Stressed out parents are more likely to have obese kids, according to a new study to be published in next month’s edition of the journal Pediatrics. “When you add things up you can get something that’s called a stressor pile-up,” says Dr. Elizabeth Prout Parks of The Children’s Hospital of Philadelphia. “So you may be able to deal with one thing that’s stressing you, but when there’s five things stressing you, you’re behavior changes more.”
The conclusions were drawn by crunching the numbers contained in an existing survey of thousands of households in southeastern Pennsylvania.
The stressors can include everything from finances to relationships. While further research is needed to uncover specific reasons for the link between parents’ stress and kids’ weight, Dr. Parks made an educated guess for Radio PA. “For example if [stress] is leading you to have decreased sleep or increased demands upon your time; then that’s going to make you less likely to want to cook, less likely to want to go grocery shopping and more likely to consume fast foods.”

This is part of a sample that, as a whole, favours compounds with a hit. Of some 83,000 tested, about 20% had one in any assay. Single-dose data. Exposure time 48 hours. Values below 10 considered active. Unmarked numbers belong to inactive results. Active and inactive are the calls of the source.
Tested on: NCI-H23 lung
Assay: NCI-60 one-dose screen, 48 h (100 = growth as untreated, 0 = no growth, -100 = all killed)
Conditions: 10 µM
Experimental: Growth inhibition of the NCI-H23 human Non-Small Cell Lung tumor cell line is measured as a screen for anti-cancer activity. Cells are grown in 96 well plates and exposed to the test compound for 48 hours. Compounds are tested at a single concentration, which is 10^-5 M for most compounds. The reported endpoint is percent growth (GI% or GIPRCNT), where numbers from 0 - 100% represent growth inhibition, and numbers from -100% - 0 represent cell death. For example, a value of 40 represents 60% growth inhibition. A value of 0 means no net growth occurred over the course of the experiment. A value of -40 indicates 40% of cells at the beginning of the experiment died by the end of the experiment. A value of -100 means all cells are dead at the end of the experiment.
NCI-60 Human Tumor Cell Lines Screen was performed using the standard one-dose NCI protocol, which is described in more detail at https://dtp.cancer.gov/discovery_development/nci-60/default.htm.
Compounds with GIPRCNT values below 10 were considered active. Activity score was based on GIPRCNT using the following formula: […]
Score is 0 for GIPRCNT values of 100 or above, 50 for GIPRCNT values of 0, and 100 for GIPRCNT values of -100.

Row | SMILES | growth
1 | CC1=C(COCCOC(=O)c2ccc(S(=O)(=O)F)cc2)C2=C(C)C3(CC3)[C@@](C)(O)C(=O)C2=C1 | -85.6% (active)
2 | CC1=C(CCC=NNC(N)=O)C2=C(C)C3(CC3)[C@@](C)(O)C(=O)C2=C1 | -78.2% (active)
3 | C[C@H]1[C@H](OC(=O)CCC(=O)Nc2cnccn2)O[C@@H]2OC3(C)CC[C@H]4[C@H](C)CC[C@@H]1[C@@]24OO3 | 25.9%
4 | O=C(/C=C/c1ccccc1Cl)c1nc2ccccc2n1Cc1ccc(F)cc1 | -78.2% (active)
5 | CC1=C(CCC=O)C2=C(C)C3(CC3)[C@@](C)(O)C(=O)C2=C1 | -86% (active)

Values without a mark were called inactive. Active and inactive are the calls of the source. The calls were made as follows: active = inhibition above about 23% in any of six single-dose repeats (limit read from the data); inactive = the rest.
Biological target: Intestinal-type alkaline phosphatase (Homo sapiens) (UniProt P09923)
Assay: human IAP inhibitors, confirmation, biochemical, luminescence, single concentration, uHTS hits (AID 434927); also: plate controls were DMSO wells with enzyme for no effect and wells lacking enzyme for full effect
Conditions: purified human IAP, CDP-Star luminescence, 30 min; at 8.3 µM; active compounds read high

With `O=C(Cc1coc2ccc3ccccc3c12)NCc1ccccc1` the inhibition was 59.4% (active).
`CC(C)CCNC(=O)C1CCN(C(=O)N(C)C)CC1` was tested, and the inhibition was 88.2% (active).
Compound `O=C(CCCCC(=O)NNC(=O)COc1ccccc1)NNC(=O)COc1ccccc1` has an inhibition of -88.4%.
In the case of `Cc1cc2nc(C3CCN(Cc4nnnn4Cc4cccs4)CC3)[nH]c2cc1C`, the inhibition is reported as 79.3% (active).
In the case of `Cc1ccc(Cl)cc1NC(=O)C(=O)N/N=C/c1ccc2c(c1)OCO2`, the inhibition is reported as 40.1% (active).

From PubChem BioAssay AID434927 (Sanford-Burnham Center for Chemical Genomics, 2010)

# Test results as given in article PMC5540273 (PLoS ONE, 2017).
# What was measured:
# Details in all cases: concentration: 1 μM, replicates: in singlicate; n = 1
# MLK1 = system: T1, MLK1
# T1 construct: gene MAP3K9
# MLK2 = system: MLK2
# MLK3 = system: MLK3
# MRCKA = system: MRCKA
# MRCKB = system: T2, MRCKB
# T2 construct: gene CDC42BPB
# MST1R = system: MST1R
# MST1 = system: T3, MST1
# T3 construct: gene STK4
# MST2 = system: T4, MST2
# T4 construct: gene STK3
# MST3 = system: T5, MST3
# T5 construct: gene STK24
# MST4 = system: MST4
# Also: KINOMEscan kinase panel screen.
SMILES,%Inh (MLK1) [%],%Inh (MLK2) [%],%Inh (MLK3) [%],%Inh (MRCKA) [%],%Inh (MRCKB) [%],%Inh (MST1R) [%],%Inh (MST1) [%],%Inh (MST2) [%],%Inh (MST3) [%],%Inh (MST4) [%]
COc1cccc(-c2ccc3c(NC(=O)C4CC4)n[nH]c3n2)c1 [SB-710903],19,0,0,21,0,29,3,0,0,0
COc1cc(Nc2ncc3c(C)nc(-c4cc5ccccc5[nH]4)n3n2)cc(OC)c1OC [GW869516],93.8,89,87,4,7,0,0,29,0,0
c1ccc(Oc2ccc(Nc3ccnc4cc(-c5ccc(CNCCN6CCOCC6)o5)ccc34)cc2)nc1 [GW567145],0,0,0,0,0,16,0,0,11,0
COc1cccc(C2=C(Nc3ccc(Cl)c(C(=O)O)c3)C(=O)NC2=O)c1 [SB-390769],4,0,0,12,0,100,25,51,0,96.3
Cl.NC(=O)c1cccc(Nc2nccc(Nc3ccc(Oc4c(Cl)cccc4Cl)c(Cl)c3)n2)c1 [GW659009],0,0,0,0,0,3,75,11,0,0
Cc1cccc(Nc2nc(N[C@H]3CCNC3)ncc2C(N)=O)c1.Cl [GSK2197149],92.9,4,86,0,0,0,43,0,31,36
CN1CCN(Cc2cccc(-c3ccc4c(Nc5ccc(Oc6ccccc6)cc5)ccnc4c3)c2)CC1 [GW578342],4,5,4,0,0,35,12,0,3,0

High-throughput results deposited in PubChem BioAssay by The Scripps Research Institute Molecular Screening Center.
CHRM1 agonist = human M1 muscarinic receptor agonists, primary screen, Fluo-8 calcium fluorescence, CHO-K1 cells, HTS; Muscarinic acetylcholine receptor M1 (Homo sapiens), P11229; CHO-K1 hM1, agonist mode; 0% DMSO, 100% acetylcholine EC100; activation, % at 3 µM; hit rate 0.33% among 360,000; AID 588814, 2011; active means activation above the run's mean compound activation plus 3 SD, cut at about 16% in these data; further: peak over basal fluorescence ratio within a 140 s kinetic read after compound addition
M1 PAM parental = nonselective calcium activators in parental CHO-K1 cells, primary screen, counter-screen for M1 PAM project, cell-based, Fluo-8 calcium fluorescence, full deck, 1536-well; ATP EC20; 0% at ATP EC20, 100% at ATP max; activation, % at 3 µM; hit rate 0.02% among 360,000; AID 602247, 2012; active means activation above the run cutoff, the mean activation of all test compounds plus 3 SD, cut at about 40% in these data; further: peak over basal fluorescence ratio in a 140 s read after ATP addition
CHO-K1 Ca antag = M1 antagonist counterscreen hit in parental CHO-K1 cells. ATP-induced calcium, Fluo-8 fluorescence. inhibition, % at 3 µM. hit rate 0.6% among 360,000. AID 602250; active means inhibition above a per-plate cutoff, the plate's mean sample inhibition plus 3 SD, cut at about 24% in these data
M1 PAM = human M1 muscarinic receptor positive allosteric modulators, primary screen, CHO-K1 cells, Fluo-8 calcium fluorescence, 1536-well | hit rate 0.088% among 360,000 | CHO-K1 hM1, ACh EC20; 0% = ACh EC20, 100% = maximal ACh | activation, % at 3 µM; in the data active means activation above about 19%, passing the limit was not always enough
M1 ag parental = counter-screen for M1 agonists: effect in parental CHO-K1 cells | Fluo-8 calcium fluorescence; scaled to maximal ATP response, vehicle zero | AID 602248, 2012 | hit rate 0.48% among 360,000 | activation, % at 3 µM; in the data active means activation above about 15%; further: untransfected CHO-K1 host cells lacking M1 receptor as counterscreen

In fact, the study also finds that parents who perceive themselves to be stressed are more likely to have children who eat fast food more than two times per week.
Dr. Parks, a physician nutrition specialist at CHOP, doesn’t want to make already stressed parents feel bad – she wants to make public health officials aware of this issue.